NMPF Endorses Legislation Exempting Farms from RCRA

Lizzy Schultz

NMPF The National Milk Producers Federation (NMPF) has expressed support for new bipartisan legislation introduced in the House of Representatives that clarifies the exemption of dairy farms and other livestock producers from being subject to the Resource Conversation and Recovery Act (RCRA). RCRA was enacted by the U.S. Environmental Protection Agency (EPA) in 1976 to set forth a framework for the management, generation, transportation, treatment, storage, and disposal of hazardous waste, and is specifically focused on solid waste held in landfills and other underground storage locations.

The Farm Regulatory Certainty Act (H.R. 5685), sponsored by Rep. Dan Newhouse (R-WA), emphasizes that the RCRA statute is not intended to regulate agricultural operations like dairy farms, that that it has been used to inappropriately target agriculture, specifically dairy and livestock producers, even if they have demonstrated that they have been following approved plans for using manure as a fertilizer. H.R. 5685 will also protect farmers from citizen suits while they undergo efforts to comply with federal orders.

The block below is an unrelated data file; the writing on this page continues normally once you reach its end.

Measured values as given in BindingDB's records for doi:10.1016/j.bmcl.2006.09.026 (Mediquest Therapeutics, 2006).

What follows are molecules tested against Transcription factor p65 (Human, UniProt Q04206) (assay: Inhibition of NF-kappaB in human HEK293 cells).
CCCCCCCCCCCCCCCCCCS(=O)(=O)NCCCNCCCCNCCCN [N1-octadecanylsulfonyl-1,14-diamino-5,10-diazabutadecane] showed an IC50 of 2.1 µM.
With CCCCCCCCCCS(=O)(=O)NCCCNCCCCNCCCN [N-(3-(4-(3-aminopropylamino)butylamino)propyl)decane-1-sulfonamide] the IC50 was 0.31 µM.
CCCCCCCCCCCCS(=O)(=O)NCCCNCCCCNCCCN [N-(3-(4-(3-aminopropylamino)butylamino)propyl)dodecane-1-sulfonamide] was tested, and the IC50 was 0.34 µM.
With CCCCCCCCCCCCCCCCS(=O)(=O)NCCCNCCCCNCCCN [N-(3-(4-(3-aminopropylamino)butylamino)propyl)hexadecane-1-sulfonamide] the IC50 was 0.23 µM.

The legislation comes in response to a federal court ruling last year in lawsuits brought against several dairies in Washington state. The litigation claimed that farms had inappropriately handled and stored animal manure under the RCRA law, regardless of the fact that RCRA was not intended to focus on farming practices, or the management of livestock manure.

“This legislation would help end the confusion among farmers about environmental regulations, especially those who practice responsible waste management,” said Jim Mulhern, president and CEO of NMPF. “The RCRA law was not intended to govern farms, and Congress needs to enact this bipartisan legislation to reinforce that point.”

NMPF has been vocal in their support for the use of safe and efficient environmental practices, such as anaerobic digesters and nutrient recovery, to help dairy operations remain stewards of a healthy ecosystem.